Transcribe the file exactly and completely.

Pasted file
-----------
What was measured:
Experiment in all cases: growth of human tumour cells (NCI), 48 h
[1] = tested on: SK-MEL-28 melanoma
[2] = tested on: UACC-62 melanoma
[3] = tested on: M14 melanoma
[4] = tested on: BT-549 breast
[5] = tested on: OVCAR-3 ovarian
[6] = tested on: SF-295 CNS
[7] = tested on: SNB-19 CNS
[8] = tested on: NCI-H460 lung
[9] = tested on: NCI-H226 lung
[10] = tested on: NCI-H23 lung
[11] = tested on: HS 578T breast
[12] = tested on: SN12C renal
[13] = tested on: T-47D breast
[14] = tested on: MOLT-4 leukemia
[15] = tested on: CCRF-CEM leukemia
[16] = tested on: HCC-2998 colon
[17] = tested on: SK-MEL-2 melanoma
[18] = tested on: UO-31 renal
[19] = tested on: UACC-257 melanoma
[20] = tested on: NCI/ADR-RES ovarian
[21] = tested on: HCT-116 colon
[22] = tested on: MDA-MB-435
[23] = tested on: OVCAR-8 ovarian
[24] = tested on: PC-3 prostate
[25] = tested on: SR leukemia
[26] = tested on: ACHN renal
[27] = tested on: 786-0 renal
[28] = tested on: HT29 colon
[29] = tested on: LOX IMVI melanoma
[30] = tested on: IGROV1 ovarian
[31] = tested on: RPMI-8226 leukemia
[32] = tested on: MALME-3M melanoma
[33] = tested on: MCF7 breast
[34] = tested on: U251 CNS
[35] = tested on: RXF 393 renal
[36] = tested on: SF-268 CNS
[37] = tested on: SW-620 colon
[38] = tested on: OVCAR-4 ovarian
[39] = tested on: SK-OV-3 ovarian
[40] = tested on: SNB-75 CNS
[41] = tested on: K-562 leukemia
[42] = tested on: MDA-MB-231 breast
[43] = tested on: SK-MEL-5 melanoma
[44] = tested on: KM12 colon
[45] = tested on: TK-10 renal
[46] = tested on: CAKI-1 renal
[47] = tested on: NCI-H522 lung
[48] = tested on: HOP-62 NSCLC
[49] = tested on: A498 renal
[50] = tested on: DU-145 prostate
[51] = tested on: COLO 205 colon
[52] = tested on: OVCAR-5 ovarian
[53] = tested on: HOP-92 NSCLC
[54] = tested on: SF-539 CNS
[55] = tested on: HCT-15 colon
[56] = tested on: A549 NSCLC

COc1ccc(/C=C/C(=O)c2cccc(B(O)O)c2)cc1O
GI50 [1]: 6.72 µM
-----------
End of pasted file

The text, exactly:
What was measured:
Experiment in all cases: growth of human tumour cells (NCI), 48 h
[1] = tested on: SK-MEL-28 melanoma
[2] = tested on: UACC-62 melanoma
[3] = tested on: M14 melanoma
[4] = tested on: BT-549 breast
[5] = tested on: OVCAR-3 ovarian
[6] = tested on: SF-295 CNS
[7] = tested on: SNB-19 CNS
[8] = tested on: NCI-H460 lung
[9] = tested on: NCI-H226 lung
[10] = tested on: NCI-H23 lung
[11] = tested on: HS 578T breast
[12] = tested on: SN12C renal
[13] = tested on: T-47D breast
[14] = tested on: MOLT-4 leukemia
[15] = tested on: CCRF-CEM leukemia
[16] = tested on: HCC-2998 colon
[17] = tested on: SK-MEL-2 melanoma
[18] = tested on: UO-31 renal
[19] = tested on: UACC-257 melanoma
[20] = tested on: NCI/ADR-RES ovarian
[21] = tested on: HCT-116 colon
[22] = tested on: MDA-MB-435
[23] = tested on: OVCAR-8 ovarian
[24] = tested on: PC-3 prostate
[25] = tested on: SR leukemia
[26] = tested on: ACHN renal
[27] = tested on: 786-0 renal
[28] = tested on: HT29 colon
[29] = tested on: LOX IMVI melanoma
[30] = tested on: IGROV1 ovarian
[31] = tested on: RPMI-8226 leukemia
[32] = tested on: MALME-3M melanoma
[33] = tested on: MCF7 breast
[34] = tested on: U251 CNS
[35] = tested on: RXF 393 renal
[36] = tested on: SF-268 CNS
[37] = tested on: SW-620 colon
[38] = tested on: OVCAR-4 ovarian
[39] = tested on: SK-OV-3 ovarian
[40] = tested on: SNB-75 CNS
[41] = tested on: K-562 leukemia
[42] = tested on: MDA-MB-231 breast
[43] = tested on: SK-MEL-5 melanoma
[44] = tested on: KM12 colon
[45] = tested on: TK-10 renal
[46] = tested on: CAKI-1 renal
[47] = tested on: NCI-H522 lung
[48] = tested on: HOP-62 NSCLC
[49] = tested on: A498 renal
[50] = tested on: DU-145 prostate
[51] = tested on: COLO 205 colon
[52] = tested on: OVCAR-5 ovarian
[53] = tested on: HOP-92 NSCLC
[54] = tested on: SF-539 CNS
[55] = tested on: HCT-15 colon
[56] = tested on: A549 NSCLC

COc1ccc(/C=C/C(=O)c2cccc(B(O)O)c2)cc1O
GI50 [1]: 6.72 µM